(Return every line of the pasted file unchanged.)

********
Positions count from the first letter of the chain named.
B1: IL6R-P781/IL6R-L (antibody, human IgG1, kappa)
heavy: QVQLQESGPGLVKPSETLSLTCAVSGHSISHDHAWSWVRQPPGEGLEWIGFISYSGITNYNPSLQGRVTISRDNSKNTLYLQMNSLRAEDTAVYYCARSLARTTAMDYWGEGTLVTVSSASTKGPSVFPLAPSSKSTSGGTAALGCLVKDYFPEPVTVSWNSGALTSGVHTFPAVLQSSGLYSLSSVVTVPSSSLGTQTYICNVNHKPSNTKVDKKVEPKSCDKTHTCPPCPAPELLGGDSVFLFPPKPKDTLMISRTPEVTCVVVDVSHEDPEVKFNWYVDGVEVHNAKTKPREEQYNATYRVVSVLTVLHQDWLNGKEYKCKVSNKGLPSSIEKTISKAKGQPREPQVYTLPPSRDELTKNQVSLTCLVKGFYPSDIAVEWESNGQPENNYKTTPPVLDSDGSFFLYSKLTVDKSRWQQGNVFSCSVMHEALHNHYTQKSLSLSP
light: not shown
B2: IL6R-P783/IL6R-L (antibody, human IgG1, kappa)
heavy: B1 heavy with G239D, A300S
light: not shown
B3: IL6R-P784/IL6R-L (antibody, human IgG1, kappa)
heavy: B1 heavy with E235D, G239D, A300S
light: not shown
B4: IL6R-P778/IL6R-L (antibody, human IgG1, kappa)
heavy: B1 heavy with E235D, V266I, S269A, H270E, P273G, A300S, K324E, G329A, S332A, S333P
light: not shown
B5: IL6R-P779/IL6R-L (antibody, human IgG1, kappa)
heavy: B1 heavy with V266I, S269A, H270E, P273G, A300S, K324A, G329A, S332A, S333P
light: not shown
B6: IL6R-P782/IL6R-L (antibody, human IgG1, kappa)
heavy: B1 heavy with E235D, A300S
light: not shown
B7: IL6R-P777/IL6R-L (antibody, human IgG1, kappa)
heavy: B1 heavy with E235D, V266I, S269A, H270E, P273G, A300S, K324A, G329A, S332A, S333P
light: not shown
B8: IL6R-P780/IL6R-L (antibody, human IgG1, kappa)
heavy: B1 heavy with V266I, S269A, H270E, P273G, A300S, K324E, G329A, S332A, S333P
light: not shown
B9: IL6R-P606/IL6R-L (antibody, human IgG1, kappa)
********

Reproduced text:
Positions count from the first letter of the chain named.
B1: IL6R-P781/IL6R-L (antibody, human IgG1, kappa)
heavy: QVQLQESGPGLVKPSETLSLTCAVSGHSISHDHAWSWVRQPPGEGLEWIGFISYSGITNYNPSLQGRVTISRDNSKNTLYLQMNSLRAEDTAVYYCARSLARTTAMDYWGEGTLVTVSSASTKGPSVFPLAPSSKSTSGGTAALGCLVKDYFPEPVTVSWNSGALTSGVHTFPAVLQSSGLYSLSSVVTVPSSSLGTQTYICNVNHKPSNTKVDKKVEPKSCDKTHTCPPCPAPELLGGDSVFLFPPKPKDTLMISRTPEVTCVVVDVSHEDPEVKFNWYVDGVEVHNAKTKPREEQYNATYRVVSVLTVLHQDWLNGKEYKCKVSNKGLPSSIEKTISKAKGQPREPQVYTLPPSRDELTKNQVSLTCLVKGFYPSDIAVEWESNGQPENNYKTTPPVLDSDGSFFLYSKLTVDKSRWQQGNVFSCSVMHEALHNHYTQKSLSLSP
light: not shown
B2: IL6R-P783/IL6R-L (antibody, human IgG1, kappa)
heavy: B1 heavy with G239D, A300S
light: not shown
B3: IL6R-P784/IL6R-L (antibody, human IgG1, kappa)
heavy: B1 heavy with E235D, G239D, A300S
light: not shown
B4: IL6R-P778/IL6R-L (antibody, human IgG1, kappa)
heavy: B1 heavy with E235D, V266I, S269A, H270E, P273G, A300S, K324E, G329A, S332A, S333P
light: not shown
B5: IL6R-P779/IL6R-L (antibody, human IgG1, kappa)
heavy: B1 heavy with V266I, S269A, H270E, P273G, A300S, K324A, G329A, S332A, S333P
light: not shown
B6: IL6R-P782/IL6R-L (antibody, human IgG1, kappa)
heavy: B1 heavy with E235D, A300S
light: not shown
B7: IL6R-P777/IL6R-L (antibody, human IgG1, kappa)
heavy: B1 heavy with E235D, V266I, S269A, H270E, P273G, A300S, K324A, G329A, S332A, S333P
light: not shown
B8: IL6R-P780/IL6R-L (antibody, human IgG1, kappa)
heavy: B1 heavy with V266I, S269A, H270E, P273G, A300S, K324E, G329A, S332A, S333P
light: not shown
B9: IL6R-P606/IL6R-L (antibody, human IgG1, kappa)